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Subject:Chinese Ble bowl - Help identify
Posted By: Pascal Exbrayat Mon, Mar 04, 2019 IP:

Hello can you hel identify origin, period, value? Thanks!

Subject:Re: Chinese Ble bowl - Help identify
Posted By: Bill H Mon, Mar 04, 2019

The bowl's four-character base-mark (upside-down in your photo) reads "Made during the Qianlong Reign" (Qian long nian zhi - 乾隆年製). The firing and glazing characteristics, place the bowl in a category with popular kiln (minyao) wares made during the fourth quarter of the 19th century, or the Guangxu period (1875-1908). The decoration looks to be the attributes of the Daoist Eight Immortals.

Here's a photo of another bowl of the same period, which has the same type of fritting on the rim, due to thinning of the glaze in the kiln. In this case, the fritted areas have been filled with lacquer and gilded in the Japanese style. The base-mark in this case is in four marks of "Made during the Kangxi Reign (Kangxi Nian Zhi).

Best regards,

Bill H.

Subject:Re: Chinese Ble bowl - Help identify
Posted By: Pascal Exbrayat Tue, Mar 05, 2019

Thank you Bill, If I read you correctly it means the inscription on the bottom doesn't correspond to your estimated period of production? In essence it is old but not as old as the inscription on the back would suggest. Any idea of an estimated value? Thanks again for your valuable information. BRGDS Pascal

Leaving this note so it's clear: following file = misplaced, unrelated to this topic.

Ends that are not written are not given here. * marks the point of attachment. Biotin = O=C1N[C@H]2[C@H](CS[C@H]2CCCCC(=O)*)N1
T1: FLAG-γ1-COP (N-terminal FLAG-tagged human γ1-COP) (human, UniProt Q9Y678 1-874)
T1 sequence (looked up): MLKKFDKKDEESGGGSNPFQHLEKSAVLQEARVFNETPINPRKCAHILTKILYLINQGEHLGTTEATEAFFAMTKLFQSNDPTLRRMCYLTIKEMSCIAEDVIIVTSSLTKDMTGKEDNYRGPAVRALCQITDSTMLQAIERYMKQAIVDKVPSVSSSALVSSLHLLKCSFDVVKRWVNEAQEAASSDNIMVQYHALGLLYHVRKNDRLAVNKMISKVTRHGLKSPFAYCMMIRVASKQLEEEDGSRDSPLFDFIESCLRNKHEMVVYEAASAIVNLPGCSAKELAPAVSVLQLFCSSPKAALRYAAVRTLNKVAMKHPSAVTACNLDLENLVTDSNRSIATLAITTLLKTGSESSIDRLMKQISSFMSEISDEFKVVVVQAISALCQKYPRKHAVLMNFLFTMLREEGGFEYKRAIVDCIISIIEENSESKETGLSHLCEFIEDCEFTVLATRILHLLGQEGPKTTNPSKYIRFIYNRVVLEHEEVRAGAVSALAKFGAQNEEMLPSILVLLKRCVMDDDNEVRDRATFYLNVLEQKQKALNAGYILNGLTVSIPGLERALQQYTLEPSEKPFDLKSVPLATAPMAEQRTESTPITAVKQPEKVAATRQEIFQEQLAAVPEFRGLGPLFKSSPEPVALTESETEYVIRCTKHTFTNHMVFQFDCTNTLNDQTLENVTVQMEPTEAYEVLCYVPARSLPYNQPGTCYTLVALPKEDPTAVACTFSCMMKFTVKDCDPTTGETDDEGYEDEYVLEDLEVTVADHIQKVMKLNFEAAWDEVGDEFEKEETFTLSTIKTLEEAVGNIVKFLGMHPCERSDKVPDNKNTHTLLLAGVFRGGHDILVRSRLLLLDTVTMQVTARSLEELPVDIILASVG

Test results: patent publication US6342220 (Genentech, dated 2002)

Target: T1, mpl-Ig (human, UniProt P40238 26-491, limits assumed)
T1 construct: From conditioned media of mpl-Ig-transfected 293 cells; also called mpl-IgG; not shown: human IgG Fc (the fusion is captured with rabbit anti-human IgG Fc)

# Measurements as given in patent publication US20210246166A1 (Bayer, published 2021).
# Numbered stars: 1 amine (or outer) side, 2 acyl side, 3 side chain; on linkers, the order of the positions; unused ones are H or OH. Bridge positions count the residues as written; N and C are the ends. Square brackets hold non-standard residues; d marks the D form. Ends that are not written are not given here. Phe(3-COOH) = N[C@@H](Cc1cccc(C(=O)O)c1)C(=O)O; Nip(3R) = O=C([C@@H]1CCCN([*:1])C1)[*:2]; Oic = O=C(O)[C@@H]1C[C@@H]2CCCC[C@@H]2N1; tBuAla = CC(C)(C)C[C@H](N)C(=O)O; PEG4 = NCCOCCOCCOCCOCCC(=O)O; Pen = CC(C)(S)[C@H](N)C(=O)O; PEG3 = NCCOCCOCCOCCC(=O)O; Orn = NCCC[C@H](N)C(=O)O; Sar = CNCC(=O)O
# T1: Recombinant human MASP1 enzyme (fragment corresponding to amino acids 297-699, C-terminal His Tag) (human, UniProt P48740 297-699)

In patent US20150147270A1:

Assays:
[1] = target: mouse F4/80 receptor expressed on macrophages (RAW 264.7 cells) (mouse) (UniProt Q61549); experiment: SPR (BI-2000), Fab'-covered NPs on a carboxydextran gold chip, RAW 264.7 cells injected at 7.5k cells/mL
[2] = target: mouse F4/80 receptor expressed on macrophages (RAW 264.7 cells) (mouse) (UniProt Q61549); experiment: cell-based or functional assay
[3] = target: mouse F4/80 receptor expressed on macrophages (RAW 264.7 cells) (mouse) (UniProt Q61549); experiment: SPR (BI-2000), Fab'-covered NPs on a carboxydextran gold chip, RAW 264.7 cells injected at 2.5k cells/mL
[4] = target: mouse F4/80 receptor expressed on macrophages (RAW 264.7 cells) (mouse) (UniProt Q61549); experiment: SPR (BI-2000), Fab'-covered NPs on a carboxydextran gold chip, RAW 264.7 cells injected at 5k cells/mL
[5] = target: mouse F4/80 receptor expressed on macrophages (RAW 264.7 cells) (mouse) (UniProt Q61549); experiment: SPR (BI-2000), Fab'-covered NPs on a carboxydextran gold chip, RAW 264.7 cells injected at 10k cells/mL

Subject:Re: Chinese Ble bowl - Help identify
Posted By: Bill H Thu, Mar 07, 2019

Your assumptions are correct. In Anthony J. Allen's most recent book, "Allen's Antique Chinese Porcelain -- The Detection of Fakes", he cites a rule of thumb, stating that Kangxi, Yongzheng and Qianlong reign marks weren't faked on Chinese porcelains until the Guangxu reign (1875-1908). However, all three fake reign marks have been extensively employed since that time.

As to value, my sense of the pattern is that your bowl with an auspicious motif for Chinese Daoists might have come from a larger dinnerware set used by Chinese restaurants, thus is more common and less valuable with the damage shown. The bowl I've pictured probably has more damage, but it is larger, has a modicum of conservation and was made during a time when there was a renaissance underway in the manufacture of Kangxi-style porcelains. So while it might bring a hundred dollars or a bit more at auction, an undamaged example in the same pattern and of the Guangxu period would probably sell for much more.

Best regards,

Bill H. | Associations | Articles | Exhibitions | Galleries |